NASA has recently launched a video showcasing the beauty behind sunrise and sunsets. It may be normal for you to see these events from Earth. However, did you ever want to see how they appear from other planets in our universe? No worries! NASA has got you covered. You no longer need to visit space in order to see such beautiful scenery. The space organization will bring it virtually to you.
No longer do you need to wait for visiting space to observe the beauty of our universe. The official Planetary Spectrum website brings all of this to you online. If you watched a sunset on the Moon, it would be a bit anticlimactic. It would consist of the Sun simply winking out as it dropped below the horizon. Such events are surprising in all planets. These events remind us of the last seen solar eclipse of 2020.
NASA shows sunsets and sunrise of all planets
The interplay between light and different molecules is of interest to space scientists because it can reveal a lot about the composition and properties of a planet’s atmosphere.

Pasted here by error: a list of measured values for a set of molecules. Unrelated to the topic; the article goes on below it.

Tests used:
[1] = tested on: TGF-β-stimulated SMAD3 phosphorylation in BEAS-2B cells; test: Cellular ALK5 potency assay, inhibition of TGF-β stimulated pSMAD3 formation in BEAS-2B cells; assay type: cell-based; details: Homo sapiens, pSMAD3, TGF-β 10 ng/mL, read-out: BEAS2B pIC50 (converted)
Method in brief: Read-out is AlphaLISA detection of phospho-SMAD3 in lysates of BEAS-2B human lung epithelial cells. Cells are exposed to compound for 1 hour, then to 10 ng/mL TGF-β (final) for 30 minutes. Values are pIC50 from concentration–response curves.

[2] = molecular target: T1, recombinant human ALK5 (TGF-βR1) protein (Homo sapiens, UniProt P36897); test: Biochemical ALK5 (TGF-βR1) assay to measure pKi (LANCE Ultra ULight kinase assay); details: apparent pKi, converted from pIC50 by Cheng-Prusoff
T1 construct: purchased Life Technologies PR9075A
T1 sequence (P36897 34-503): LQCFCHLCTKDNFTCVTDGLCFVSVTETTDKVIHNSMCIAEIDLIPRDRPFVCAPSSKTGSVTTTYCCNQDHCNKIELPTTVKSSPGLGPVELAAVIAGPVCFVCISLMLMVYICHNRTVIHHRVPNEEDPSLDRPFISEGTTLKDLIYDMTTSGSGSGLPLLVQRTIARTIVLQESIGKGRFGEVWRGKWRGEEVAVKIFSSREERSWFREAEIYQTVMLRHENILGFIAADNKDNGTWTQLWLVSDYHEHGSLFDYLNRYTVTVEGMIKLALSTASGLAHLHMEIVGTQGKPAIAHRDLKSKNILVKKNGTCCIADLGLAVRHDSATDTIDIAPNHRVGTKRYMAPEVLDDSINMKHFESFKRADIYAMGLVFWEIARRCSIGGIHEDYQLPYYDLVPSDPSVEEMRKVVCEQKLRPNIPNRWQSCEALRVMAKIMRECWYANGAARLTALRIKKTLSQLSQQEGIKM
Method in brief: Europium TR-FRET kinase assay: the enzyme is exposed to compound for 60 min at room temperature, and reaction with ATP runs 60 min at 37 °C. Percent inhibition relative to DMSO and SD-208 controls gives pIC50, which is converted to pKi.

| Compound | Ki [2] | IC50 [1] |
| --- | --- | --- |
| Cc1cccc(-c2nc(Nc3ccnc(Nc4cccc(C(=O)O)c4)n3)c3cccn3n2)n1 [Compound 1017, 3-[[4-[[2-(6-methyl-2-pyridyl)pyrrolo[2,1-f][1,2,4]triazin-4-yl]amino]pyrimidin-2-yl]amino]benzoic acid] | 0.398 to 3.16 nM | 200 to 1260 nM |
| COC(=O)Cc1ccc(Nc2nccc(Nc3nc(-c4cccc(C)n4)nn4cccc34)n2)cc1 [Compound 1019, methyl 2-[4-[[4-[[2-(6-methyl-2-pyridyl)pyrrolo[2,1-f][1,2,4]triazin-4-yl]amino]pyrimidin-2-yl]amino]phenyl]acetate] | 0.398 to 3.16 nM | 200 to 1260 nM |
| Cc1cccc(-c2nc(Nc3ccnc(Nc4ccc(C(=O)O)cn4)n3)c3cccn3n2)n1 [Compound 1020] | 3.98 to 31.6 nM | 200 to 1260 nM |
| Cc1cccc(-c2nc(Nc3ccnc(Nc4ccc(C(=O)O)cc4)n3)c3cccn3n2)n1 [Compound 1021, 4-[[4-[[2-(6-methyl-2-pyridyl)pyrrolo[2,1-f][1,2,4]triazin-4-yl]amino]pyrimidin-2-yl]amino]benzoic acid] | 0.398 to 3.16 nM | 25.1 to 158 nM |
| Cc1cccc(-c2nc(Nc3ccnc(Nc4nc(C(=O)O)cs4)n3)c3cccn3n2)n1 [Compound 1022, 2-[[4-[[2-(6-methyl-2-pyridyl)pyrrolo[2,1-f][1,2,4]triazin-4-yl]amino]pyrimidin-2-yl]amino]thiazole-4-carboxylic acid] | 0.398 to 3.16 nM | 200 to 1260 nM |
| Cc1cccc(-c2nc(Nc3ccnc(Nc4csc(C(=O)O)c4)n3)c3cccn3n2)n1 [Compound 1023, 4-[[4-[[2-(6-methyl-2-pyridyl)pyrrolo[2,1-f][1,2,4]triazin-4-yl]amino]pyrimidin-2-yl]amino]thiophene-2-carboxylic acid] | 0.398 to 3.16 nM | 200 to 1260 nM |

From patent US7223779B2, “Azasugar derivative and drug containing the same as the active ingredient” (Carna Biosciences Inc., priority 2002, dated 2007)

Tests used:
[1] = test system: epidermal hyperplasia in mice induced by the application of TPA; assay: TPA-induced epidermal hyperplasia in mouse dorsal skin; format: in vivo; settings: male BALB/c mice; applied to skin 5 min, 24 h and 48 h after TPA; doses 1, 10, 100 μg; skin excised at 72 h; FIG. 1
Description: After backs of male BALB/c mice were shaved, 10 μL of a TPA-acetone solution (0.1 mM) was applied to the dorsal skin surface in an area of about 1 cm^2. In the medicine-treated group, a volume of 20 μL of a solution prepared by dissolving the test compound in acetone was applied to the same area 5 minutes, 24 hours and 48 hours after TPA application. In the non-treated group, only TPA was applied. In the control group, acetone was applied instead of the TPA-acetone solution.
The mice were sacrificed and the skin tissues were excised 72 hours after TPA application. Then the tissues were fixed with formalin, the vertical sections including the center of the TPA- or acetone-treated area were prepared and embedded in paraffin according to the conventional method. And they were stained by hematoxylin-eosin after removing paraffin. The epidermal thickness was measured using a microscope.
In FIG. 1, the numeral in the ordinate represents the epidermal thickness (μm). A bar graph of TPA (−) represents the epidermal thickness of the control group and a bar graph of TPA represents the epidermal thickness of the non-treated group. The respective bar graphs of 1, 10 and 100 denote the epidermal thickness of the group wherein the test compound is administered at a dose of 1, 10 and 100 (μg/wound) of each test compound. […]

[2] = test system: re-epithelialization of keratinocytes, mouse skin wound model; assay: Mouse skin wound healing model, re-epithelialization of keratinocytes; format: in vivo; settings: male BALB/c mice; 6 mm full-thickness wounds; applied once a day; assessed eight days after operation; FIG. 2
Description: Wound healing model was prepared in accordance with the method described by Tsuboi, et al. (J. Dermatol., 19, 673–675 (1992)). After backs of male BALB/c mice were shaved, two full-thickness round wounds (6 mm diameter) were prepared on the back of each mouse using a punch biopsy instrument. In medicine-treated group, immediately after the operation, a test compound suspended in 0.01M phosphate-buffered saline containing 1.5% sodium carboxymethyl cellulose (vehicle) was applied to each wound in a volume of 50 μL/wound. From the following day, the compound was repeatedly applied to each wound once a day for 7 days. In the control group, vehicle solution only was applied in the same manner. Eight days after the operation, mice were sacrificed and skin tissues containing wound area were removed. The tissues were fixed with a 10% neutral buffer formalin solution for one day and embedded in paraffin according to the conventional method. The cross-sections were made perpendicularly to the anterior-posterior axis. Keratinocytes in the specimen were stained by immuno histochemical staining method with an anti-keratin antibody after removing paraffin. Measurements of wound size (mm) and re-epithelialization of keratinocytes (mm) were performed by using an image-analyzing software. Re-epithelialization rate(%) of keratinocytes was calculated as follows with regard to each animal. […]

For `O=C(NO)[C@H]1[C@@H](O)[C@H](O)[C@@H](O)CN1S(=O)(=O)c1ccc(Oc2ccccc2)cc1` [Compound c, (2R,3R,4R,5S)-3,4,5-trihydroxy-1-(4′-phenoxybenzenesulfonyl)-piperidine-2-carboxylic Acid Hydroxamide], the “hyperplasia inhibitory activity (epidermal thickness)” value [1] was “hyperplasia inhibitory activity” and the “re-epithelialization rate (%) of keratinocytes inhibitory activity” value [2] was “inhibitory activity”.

In the case of Uranus, NASA says that a sunset there would be marked by a rich azure tone that fades into royal blue with hints of turquoise as the Uranian atmosphere’s hydrogen, helium and methane absorb the longer-wavelength red portion of the light and scatter the shorter-wavelength blue and green sections of the spectrum as they collide with gas molecules and dust particles.
In the video, the Sun is shown moving as if seen from the surface by a wide-angle lens on Uranus, Earth, Mars, Titan, and Venus, while the second provides a different perspective on other planets. Let us know what you think of it in the comments section below! Also, do not forget to join us on our Telegram Channel for instant updates of the science and tech world.
Suryapratim Ray is an engineer, author, robotics hobbyist, and an active Quoran. Being a technical blogger, he covers the good, bad, and ugly of science on a regular basis at Sciencenews18. In addition to his passion for writing, he’s equally keen on learning classical music.